The differences in types of social and legal controls do indicate the problems associated with drug use. In Canada, most users of drugs and alcohol reported having problems with the police. In Mexico most users reported the wish to use less drugs and alcohol and rarely had contacts with police. It could be argued that in Mexico there is more internal control (from the student) than external control (from the police and family members) than occurs in Canada. The data found for Mexico are supported by Chao and Castro (1976), who used Rotter's Scale of Locus of Control with a sample of students. In this study drug users had a high degree of internal control of their own behaviour with no differences by sex, age or socio-cultural level.

In Mexico perceived availability of all drugs was lower than in Canada and did not predict the use of drugs. However, in Canada perceived availability was a good predictor of the use of alcohol, tobacco, heroin and cannabis. The data on availability are consistent however with those for numbers of users as the Canadian sample had more users of all drugs. It may be that where availability of drugs is very low it will be a poor predictor of drug use. In situations where drugs are not very accessible, special efforts to find them would be necessary and perhaps only students with strong personal and social needs would make the effort to do so.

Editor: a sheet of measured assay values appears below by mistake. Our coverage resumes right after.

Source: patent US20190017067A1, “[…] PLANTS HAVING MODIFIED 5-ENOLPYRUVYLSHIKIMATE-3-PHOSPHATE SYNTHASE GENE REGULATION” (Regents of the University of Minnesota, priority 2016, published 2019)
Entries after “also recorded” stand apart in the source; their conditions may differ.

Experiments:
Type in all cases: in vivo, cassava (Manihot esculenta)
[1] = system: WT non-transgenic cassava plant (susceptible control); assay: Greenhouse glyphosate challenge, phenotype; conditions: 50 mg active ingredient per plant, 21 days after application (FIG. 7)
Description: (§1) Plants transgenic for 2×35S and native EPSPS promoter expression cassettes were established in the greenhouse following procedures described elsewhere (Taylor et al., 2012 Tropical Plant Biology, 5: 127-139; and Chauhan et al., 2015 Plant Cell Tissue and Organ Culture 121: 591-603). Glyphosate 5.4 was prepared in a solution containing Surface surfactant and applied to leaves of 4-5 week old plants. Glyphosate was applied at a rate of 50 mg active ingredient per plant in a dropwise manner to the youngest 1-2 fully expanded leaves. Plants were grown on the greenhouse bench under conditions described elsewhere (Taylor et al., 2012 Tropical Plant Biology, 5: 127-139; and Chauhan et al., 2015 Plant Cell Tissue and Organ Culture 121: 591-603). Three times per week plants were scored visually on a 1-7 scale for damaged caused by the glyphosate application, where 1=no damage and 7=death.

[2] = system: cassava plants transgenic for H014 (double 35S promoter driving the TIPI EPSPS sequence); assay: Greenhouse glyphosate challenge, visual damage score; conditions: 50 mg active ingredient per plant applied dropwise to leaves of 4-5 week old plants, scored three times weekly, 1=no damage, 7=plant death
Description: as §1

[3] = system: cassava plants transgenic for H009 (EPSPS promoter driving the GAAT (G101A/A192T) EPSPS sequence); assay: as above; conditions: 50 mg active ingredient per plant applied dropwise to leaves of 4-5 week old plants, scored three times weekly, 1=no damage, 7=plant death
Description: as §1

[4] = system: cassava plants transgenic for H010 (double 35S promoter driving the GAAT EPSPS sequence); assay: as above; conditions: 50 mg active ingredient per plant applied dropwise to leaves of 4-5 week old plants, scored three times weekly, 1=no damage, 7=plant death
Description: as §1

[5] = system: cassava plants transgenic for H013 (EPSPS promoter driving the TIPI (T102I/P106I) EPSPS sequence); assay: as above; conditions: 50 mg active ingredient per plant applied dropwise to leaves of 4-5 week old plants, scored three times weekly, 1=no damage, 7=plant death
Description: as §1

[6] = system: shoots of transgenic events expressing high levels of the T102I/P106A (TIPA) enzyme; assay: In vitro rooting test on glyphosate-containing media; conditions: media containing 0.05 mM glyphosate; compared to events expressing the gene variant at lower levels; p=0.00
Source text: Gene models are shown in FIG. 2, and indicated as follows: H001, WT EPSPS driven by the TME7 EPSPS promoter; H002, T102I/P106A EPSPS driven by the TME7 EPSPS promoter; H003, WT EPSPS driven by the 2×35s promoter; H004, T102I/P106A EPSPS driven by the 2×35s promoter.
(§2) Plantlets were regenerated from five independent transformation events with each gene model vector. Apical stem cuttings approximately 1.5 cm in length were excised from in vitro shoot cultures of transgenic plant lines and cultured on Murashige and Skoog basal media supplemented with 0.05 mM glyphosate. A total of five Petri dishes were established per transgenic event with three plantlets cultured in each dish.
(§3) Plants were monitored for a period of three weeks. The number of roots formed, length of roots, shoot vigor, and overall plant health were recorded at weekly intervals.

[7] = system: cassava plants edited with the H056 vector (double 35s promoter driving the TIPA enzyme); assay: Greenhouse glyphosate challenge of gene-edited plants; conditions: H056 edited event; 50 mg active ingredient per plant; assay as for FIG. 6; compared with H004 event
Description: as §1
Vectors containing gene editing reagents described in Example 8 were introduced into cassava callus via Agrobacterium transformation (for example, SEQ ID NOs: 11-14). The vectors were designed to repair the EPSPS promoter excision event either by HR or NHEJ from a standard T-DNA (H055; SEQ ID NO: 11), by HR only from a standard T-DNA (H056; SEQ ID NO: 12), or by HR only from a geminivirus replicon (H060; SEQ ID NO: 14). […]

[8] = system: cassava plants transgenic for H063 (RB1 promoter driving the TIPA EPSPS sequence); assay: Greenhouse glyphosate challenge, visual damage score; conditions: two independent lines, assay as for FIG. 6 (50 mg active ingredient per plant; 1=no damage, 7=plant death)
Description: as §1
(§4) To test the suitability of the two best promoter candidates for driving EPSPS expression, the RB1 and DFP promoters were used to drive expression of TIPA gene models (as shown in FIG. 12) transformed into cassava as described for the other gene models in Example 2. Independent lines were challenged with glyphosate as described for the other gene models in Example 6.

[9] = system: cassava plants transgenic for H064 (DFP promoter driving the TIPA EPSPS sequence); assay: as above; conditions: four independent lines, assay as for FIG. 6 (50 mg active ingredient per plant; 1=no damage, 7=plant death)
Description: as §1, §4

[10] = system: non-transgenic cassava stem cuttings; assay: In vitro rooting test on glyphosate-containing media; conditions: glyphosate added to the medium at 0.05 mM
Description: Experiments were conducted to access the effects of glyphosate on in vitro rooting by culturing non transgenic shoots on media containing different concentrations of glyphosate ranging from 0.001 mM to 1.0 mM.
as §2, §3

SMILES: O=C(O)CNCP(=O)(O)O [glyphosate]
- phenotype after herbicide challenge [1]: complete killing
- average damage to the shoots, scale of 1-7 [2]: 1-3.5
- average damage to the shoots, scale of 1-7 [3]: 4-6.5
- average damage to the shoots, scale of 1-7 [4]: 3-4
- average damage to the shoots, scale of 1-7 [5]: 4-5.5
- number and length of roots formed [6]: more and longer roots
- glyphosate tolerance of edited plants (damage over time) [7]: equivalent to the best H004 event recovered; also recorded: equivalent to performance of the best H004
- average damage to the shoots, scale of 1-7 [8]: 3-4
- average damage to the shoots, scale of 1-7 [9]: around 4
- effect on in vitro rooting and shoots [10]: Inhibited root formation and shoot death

Although speculations about an international youth culture are often made, what stands out most in this study is the lack of similarities. In Canada there is far more drug use, more perceived availability of drugs and more use of cannabis and tobacco by females: drug problems here are often problems with police. In Mexico drugs are infrequently used and are not seen to be available; drug problems less often involve police and more often involve attempts at internal control.